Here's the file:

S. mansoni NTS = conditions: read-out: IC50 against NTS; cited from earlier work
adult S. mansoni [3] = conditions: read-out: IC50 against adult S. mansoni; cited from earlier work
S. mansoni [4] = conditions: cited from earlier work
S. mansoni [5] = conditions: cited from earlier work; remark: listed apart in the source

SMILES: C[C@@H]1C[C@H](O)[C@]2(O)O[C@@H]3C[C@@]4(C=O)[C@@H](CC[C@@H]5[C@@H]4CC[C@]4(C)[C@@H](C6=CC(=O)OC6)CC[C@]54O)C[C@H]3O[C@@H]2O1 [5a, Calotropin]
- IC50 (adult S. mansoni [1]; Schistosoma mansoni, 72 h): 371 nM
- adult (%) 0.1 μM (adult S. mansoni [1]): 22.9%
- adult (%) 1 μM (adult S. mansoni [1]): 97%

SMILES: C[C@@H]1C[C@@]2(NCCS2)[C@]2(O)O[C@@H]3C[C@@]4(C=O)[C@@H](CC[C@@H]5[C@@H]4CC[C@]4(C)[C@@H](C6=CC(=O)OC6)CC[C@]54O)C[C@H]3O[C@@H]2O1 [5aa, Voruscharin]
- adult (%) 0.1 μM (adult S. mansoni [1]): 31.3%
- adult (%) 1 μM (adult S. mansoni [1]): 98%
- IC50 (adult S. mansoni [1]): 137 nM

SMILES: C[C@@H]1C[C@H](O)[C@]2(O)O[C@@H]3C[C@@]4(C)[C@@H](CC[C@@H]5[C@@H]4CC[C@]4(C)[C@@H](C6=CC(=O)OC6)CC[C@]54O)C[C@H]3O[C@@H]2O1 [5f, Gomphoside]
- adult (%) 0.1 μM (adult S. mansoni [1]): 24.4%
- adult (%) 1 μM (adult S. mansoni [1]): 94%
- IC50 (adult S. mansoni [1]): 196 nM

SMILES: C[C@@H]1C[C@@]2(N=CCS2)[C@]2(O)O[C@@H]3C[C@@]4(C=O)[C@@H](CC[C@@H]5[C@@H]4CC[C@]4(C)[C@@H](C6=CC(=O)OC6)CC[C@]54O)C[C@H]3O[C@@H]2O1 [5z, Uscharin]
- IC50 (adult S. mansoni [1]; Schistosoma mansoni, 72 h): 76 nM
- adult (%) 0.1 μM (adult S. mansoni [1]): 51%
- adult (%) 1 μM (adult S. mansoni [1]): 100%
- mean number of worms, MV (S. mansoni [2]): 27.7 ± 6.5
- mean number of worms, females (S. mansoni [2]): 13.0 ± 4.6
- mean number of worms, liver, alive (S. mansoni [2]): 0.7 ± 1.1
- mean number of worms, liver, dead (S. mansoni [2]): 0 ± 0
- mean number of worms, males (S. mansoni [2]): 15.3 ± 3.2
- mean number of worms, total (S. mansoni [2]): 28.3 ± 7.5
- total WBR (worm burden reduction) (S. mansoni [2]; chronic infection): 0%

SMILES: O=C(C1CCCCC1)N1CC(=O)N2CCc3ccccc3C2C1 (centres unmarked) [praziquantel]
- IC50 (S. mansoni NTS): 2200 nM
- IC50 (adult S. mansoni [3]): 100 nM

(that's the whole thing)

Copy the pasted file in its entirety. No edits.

S. mansoni NTS = conditions: read-out: IC50 against NTS; cited from earlier work
adult S. mansoni [3] = conditions: read-out: IC50 against adult S. mansoni; cited from earlier work
S. mansoni [4] = conditions: cited from earlier work
S. mansoni [5] = conditions: cited from earlier work; remark: listed apart in the source

SMILES: C[C@@H]1C[C@H](O)[C@]2(O)O[C@@H]3C[C@@]4(C=O)[C@@H](CC[C@@H]5[C@@H]4CC[C@]4(C)[C@@H](C6=CC(=O)OC6)CC[C@]54O)C[C@H]3O[C@@H]2O1 [5a, Calotropin]
- IC50 (adult S. mansoni [1]; Schistosoma mansoni, 72 h): 371 nM
- adult (%) 0.1 μM (adult S. mansoni [1]): 22.9%
- adult (%) 1 μM (adult S. mansoni [1]): 97%

SMILES: C[C@@H]1C[C@@]2(NCCS2)[C@]2(O)O[C@@H]3C[C@@]4(C=O)[C@@H](CC[C@@H]5[C@@H]4CC[C@]4(C)[C@@H](C6=CC(=O)OC6)CC[C@]54O)C[C@H]3O[C@@H]2O1 [5aa, Voruscharin]
- adult (%) 0.1 μM (adult S. mansoni [1]): 31.3%
- adult (%) 1 μM (adult S. mansoni [1]): 98%
- IC50 (adult S. mansoni [1]): 137 nM

SMILES: C[C@@H]1C[C@H](O)[C@]2(O)O[C@@H]3C[C@@]4(C)[C@@H](CC[C@@H]5[C@@H]4CC[C@]4(C)[C@@H](C6=CC(=O)OC6)CC[C@]54O)C[C@H]3O[C@@H]2O1 [5f, Gomphoside]
- adult (%) 0.1 μM (adult S. mansoni [1]): 24.4%
- adult (%) 1 μM (adult S. mansoni [1]): 94%
- IC50 (adult S. mansoni [1]): 196 nM

SMILES: C[C@@H]1C[C@@]2(N=CCS2)[C@]2(O)O[C@@H]3C[C@@]4(C=O)[C@@H](CC[C@@H]5[C@@H]4CC[C@]4(C)[C@@H](C6=CC(=O)OC6)CC[C@]54O)C[C@H]3O[C@@H]2O1 [5z, Uscharin]
- IC50 (adult S. mansoni [1]; Schistosoma mansoni, 72 h): 76 nM
- adult (%) 0.1 μM (adult S. mansoni [1]): 51%
- adult (%) 1 μM (adult S. mansoni [1]): 100%
- mean number of worms, MV (S. mansoni [2]): 27.7 ± 6.5
- mean number of worms, females (S. mansoni [2]): 13.0 ± 4.6
- mean number of worms, liver, alive (S. mansoni [2]): 0.7 ± 1.1
- mean number of worms, liver, dead (S. mansoni [2]): 0 ± 0
- mean number of worms, males (S. mansoni [2]): 15.3 ± 3.2
- mean number of worms, total (S. mansoni [2]): 28.3 ± 7.5
- total WBR (worm burden reduction) (S. mansoni [2]; chronic infection): 0%

SMILES: O=C(C1CCCCC1)N1CC(=O)N2CCc3ccccc3C2C1 (centres unmarked) [praziquantel]
- IC50 (S. mansoni NTS): 2200 nM
- IC50 (adult S. mansoni [3]): 100 nM